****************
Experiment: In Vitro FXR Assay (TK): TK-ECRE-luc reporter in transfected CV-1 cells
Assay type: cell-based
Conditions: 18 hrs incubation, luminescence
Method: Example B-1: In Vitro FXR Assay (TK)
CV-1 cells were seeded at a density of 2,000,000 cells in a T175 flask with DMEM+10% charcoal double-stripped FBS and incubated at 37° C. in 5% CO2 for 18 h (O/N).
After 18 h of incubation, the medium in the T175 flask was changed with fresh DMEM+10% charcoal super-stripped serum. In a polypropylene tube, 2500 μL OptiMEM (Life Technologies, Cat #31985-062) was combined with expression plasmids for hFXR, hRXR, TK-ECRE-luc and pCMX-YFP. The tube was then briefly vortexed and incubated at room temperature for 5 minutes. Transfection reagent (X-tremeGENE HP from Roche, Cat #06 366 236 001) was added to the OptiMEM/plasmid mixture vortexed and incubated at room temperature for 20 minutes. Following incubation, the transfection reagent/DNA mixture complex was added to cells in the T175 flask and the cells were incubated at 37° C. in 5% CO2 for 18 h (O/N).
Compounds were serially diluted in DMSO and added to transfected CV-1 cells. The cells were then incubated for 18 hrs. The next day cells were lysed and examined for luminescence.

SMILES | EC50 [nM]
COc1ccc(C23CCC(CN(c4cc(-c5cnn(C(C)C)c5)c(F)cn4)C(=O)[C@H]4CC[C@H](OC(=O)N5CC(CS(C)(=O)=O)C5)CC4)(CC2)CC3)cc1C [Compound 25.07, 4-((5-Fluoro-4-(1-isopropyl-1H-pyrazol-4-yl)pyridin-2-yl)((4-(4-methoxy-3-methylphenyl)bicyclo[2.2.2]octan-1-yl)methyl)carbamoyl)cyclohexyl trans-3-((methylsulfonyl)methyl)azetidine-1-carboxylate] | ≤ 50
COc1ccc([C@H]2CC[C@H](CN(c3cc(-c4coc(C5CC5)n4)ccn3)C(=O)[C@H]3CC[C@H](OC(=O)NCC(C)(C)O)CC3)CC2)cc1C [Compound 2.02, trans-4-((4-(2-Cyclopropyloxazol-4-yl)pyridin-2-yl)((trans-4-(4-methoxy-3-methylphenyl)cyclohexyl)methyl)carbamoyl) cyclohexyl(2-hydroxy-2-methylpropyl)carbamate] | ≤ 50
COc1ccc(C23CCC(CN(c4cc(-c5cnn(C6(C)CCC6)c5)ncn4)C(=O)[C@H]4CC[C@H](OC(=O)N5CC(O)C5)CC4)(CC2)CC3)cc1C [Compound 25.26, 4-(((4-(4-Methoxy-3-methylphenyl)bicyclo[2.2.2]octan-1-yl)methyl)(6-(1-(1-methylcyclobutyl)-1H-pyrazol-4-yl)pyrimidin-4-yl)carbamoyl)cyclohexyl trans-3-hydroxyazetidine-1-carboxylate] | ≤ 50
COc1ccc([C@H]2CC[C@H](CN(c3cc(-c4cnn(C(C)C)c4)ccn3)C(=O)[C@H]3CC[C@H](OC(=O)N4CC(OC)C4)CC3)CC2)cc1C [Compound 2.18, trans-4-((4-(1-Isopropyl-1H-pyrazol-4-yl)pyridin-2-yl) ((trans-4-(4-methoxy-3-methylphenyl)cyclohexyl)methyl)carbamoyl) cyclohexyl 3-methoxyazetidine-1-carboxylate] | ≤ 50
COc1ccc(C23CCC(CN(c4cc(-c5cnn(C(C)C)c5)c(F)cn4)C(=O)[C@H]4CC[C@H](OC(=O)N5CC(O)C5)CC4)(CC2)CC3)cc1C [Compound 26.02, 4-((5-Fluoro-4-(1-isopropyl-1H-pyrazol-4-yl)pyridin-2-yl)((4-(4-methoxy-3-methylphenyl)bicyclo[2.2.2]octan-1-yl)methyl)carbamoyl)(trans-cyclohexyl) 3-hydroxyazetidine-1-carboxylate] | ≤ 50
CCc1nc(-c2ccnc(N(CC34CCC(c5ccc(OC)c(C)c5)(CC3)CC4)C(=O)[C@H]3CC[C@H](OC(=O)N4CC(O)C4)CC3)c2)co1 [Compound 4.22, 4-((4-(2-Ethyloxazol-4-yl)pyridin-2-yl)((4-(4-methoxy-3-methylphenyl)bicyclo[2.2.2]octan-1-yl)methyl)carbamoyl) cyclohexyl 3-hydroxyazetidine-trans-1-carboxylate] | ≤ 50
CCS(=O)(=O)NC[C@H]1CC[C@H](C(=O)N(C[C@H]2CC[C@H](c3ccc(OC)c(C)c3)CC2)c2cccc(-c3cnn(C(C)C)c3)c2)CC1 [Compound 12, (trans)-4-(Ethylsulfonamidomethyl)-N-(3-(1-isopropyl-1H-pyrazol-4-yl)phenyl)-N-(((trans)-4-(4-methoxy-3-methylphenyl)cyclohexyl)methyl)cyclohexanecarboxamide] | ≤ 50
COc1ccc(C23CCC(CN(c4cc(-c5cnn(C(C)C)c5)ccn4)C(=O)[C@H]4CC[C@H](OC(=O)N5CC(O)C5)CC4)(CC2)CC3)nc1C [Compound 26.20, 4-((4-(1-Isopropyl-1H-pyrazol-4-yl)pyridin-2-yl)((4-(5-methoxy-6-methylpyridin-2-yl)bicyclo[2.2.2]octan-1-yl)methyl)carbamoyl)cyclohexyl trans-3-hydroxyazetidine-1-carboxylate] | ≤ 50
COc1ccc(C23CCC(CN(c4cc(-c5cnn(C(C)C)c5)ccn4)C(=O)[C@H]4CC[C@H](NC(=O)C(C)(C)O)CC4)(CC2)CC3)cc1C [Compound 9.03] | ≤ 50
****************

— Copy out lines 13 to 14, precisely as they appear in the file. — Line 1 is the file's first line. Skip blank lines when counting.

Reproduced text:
COc1ccc(C23CCC(CN(c4cc(-c5cnn(C(C)C)c5)c(F)cn4)C(=O)[C@H]4CC[C@H](OC(=O)N5CC(O)C5)CC4)(CC2)CC3)cc1C [Compound 26.02, 4-((5-Fluoro-4-(1-isopropyl-1H-pyrazol-4-yl)pyridin-2-yl)((4-(4-methoxy-3-methylphenyl)bicyclo[2.2.2]octan-1-yl)methyl)carbamoyl)(trans-cyclohexyl) 3-hydroxyazetidine-1-carboxylate] | ≤ 50
CCc1nc(-c2ccnc(N(CC34CCC(c5ccc(OC)c(C)c5)(CC3)CC4)C(=O)[C@H]3CC[C@H](OC(=O)N4CC(O)C4)CC3)c2)co1 [Compound 4.22, 4-((4-(2-Ethyloxazol-4-yl)pyridin-2-yl)((4-(4-methoxy-3-methylphenyl)bicyclo[2.2.2]octan-1-yl)methyl)carbamoyl) cyclohexyl 3-hydroxyazetidine-trans-1-carboxylate] | ≤ 50